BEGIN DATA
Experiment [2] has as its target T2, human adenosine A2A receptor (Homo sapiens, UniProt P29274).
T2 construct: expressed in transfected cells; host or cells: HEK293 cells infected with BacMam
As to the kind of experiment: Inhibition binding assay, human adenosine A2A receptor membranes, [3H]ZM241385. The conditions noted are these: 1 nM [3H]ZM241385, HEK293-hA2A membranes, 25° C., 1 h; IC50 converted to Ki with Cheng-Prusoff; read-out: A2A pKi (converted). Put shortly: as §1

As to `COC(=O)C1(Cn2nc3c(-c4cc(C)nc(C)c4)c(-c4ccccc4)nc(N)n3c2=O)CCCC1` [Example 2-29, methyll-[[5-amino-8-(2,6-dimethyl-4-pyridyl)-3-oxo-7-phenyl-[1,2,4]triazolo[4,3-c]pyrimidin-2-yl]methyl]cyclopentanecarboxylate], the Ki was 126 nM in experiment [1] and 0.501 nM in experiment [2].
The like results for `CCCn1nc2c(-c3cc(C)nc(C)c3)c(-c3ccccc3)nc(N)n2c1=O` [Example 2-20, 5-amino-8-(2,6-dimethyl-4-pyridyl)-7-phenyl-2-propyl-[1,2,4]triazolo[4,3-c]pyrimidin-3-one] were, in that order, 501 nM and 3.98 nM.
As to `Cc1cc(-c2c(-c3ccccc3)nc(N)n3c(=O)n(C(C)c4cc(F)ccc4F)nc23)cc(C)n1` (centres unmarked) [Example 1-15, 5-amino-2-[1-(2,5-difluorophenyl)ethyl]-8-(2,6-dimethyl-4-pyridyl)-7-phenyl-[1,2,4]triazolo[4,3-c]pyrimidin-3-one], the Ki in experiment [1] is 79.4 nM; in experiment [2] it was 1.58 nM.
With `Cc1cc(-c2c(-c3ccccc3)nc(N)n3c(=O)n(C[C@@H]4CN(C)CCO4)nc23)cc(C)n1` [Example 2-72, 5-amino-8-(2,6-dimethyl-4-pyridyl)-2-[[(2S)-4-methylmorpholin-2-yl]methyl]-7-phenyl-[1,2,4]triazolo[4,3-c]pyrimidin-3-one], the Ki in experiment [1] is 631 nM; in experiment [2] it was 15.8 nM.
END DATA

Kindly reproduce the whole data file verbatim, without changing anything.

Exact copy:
Experiment [2] has as its target T2, human adenosine A2A receptor (Homo sapiens, UniProt P29274).
T2 construct: expressed in transfected cells; host or cells: HEK293 cells infected with BacMam
As to the kind of experiment: Inhibition binding assay, human adenosine A2A receptor membranes, [3H]ZM241385. The conditions noted are these: 1 nM [3H]ZM241385, HEK293-hA2A membranes, 25° C., 1 h; IC50 converted to Ki with Cheng-Prusoff; read-out: A2A pKi (converted). Put shortly: as §1

As to `COC(=O)C1(Cn2nc3c(-c4cc(C)nc(C)c4)c(-c4ccccc4)nc(N)n3c2=O)CCCC1` [Example 2-29, methyll-[[5-amino-8-(2,6-dimethyl-4-pyridyl)-3-oxo-7-phenyl-[1,2,4]triazolo[4,3-c]pyrimidin-2-yl]methyl]cyclopentanecarboxylate], the Ki was 126 nM in experiment [1] and 0.501 nM in experiment [2].
The like results for `CCCn1nc2c(-c3cc(C)nc(C)c3)c(-c3ccccc3)nc(N)n2c1=O` [Example 2-20, 5-amino-8-(2,6-dimethyl-4-pyridyl)-7-phenyl-2-propyl-[1,2,4]triazolo[4,3-c]pyrimidin-3-one] were, in that order, 501 nM and 3.98 nM.
As to `Cc1cc(-c2c(-c3ccccc3)nc(N)n3c(=O)n(C(C)c4cc(F)ccc4F)nc23)cc(C)n1` (centres unmarked) [Example 1-15, 5-amino-2-[1-(2,5-difluorophenyl)ethyl]-8-(2,6-dimethyl-4-pyridyl)-7-phenyl-[1,2,4]triazolo[4,3-c]pyrimidin-3-one], the Ki in experiment [1] is 79.4 nM; in experiment [2] it was 1.58 nM.
With `Cc1cc(-c2c(-c3ccccc3)nc(N)n3c(=O)n(C[C@@H]4CN(C)CCO4)nc23)cc(C)n1` [Example 2-72, 5-amino-8-(2,6-dimethyl-4-pyridyl)-2-[[(2S)-4-methylmorpholin-2-yl]methyl]-7-phenyl-[1,2,4]triazolo[4,3-c]pyrimidin-3-one], the Ki in experiment [1] is 631 nM; in experiment [2] it was 15.8 nM.